For The Vista
Wayne Howell of Jamestown was paralyzed below the waist more than four years ago when an all-terrain vehicle (ATV) rolled over on him and damaged his lower spine.
“It was March 29, 2009,” he recalled.
“The ATV was new. It was the first one I had owned.
“I was driving up a hill behind another ATV driven by a younger person. They couldn’t make it over the crest of the hill, so I stopped to give them some room.
“Because of the slope of the hill, my ATV was at an angle. It started to roll over. I was underneath it when it stopped,” he explained.
Howell was 69 at the time.
During the next three and one-half years, he spent hours in hospitals and rehabilitation units in the Knoxville area trying to regain some movement in his legs.
“The doctors told him he would never walk again,” said his wife, Irene.
“He had little feeling in his legs. He felt no pain if the doctors stuck him with a needle, or pin,” she said.
About a year ago, Howell had virtually exhausted his options. Not only was the lower part of his body unable to move, but he had lost much of the muscle mass in his arms and upper body.
His wife heard from a friend that the exercise pool at the Cumberland Medical Center Wellness Complex in Fairfield Glade had a device to lift paralyzed persons in and out of the water.
It provided some hope because it was closer to home than Knoxville, and Howell knew how to swim, he could float in the water and possibly get some activity, his wife explained.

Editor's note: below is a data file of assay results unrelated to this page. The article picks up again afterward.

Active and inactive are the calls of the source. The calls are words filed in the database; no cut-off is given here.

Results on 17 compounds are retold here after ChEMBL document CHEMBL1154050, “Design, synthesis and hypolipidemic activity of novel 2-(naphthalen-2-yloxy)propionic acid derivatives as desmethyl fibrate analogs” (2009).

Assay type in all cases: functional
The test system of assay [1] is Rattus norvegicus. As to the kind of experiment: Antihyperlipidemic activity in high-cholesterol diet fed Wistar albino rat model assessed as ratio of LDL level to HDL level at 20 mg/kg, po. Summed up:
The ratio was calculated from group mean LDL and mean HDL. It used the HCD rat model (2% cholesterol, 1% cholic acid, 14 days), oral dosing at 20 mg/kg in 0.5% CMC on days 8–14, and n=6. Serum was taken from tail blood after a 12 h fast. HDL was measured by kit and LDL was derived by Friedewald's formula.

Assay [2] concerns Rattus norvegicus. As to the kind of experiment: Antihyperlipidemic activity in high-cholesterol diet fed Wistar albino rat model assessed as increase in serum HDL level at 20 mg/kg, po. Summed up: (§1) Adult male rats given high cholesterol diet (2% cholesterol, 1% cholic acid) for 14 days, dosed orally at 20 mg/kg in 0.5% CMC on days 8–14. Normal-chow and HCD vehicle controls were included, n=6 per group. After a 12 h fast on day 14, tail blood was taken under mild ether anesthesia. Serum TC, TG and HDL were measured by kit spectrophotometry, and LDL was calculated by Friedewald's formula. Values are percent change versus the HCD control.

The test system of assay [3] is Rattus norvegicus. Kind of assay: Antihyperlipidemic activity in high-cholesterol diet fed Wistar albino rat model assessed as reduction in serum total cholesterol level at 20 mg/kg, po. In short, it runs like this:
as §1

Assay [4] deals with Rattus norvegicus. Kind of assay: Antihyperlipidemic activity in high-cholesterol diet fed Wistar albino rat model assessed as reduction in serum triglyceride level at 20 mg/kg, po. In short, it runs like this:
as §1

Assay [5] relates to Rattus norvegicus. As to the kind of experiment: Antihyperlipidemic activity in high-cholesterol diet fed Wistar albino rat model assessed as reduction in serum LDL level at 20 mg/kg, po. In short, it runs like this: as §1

So they drove from Jamestown to Fairfield Glade, became Wellness Complex members, and committed to meet twice a week with Wayne Henline, a certified personal trainer.
Henline encouraged Howell to begin working in the pool to strengthen the muscles he could still use.
“We found with a little effort and support, he could push up on his toes in the water. We started with that,” Henline said.
For the last year, Howell’s wife has driven him the 45 minutes from Jamestown to Fairfield Glade, twice a week to work out with Henline.
Over the past year, with effort, he has re-learned to stretch his hips and move sideways in the water while hanging on to the edge of the pool.
By pulling and pushing on the hand rails at the pool entrance he can now lift and lower his legs to step up and down on one of the underwater steps leading out of the pool.
“The further up he raises in the water, the less buoyancy supports him, the more effort it takes, and the stronger he gets,” Henline explained.
“When we started the sideways movement, he could only go for 30 seconds and then he needed to stop and rest,” Henline said.
“He could only handle about 15 minutes of total exercise time at the beginning,” he said.
“Now, he can open his hips and go back and forth for a minute, and then repeat it one or two times with only a brief rest. Now, he can work in the water for 30 minutes,” Henline said.
Howell is rebuilding his upper body muscle to a point where his biceps are visible when he strains on the pool hand rail.
“We’re working with him so he can proudly wear a tank top again,” Henline jokes.
Howell says that Henline and the Fairfield Glade Wellness Complex “has done more for me than anyone or any place I’ve been over the past four years.”
Howell proudly reports that he can now sit on a chair in the shower without holding on to any side rails or bars.
His wife said Veteran’s Administration doctors, who examined him in July, reported he is beginning to regenerate nerve tissue in his legs.
Asked why, at 74, he is going through what some might consider an extreme effort, Howell said:
“I want to walk again.”
“Last week he said he merely wanted to move again with a walker. He doesn’t know if he will ever again, but as I told him when he first came in, let’s find out.”